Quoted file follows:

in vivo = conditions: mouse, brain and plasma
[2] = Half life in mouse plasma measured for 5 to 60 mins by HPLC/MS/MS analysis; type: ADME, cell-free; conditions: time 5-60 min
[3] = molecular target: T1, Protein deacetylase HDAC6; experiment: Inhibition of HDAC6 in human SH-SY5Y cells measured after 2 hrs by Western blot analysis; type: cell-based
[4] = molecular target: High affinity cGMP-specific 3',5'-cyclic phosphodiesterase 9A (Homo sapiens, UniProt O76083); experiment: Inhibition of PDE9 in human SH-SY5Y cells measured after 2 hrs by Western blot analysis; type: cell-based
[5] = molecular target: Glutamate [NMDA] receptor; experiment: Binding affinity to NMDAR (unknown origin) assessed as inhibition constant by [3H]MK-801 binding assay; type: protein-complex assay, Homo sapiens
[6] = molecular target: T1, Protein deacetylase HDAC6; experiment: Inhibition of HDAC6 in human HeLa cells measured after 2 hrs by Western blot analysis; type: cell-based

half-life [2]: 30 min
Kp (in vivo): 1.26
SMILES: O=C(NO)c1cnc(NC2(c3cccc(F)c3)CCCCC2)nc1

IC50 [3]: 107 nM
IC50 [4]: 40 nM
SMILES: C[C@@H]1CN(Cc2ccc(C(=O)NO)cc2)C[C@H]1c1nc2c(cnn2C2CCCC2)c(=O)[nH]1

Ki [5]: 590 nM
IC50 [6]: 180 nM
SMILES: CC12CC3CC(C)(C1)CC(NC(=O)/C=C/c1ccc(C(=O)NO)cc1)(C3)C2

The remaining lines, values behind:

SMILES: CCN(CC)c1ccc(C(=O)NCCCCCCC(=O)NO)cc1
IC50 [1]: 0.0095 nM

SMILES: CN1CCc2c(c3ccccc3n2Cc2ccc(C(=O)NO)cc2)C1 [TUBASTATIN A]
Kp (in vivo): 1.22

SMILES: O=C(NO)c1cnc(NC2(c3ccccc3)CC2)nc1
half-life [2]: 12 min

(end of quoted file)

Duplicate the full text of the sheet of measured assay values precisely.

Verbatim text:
in vivo = conditions: mouse, brain and plasma
[2] = Half life in mouse plasma measured for 5 to 60 mins by HPLC/MS/MS analysis; type: ADME, cell-free; conditions: time 5-60 min
[3] = molecular target: T1, Protein deacetylase HDAC6; experiment: Inhibition of HDAC6 in human SH-SY5Y cells measured after 2 hrs by Western blot analysis; type: cell-based
[4] = molecular target: High affinity cGMP-specific 3',5'-cyclic phosphodiesterase 9A (Homo sapiens, UniProt O76083); experiment: Inhibition of PDE9 in human SH-SY5Y cells measured after 2 hrs by Western blot analysis; type: cell-based
[5] = molecular target: Glutamate [NMDA] receptor; experiment: Binding affinity to NMDAR (unknown origin) assessed as inhibition constant by [3H]MK-801 binding assay; type: protein-complex assay, Homo sapiens
[6] = molecular target: T1, Protein deacetylase HDAC6; experiment: Inhibition of HDAC6 in human HeLa cells measured after 2 hrs by Western blot analysis; type: cell-based

half-life [2]: 30 min
Kp (in vivo): 1.26
SMILES: O=C(NO)c1cnc(NC2(c3cccc(F)c3)CCCCC2)nc1

IC50 [3]: 107 nM
IC50 [4]: 40 nM
SMILES: C[C@@H]1CN(Cc2ccc(C(=O)NO)cc2)C[C@H]1c1nc2c(cnn2C2CCCC2)c(=O)[nH]1

Ki [5]: 590 nM
IC50 [6]: 180 nM
SMILES: CC12CC3CC(C)(C1)CC(NC(=O)/C=C/c1ccc(C(=O)NO)cc1)(C3)C2

The remaining lines, values behind:

SMILES: CCN(CC)c1ccc(C(=O)NCCCCCCC(=O)NO)cc1
IC50 [1]: 0.0095 nM

SMILES: CN1CCc2c(c3ccccc3n2Cc2ccc(C(=O)NO)cc2)C1 [TUBASTATIN A]
Kp (in vivo): 1.22

SMILES: O=C(NO)c1cnc(NC2(c3ccccc3)CC2)nc1
half-life [2]: 12 min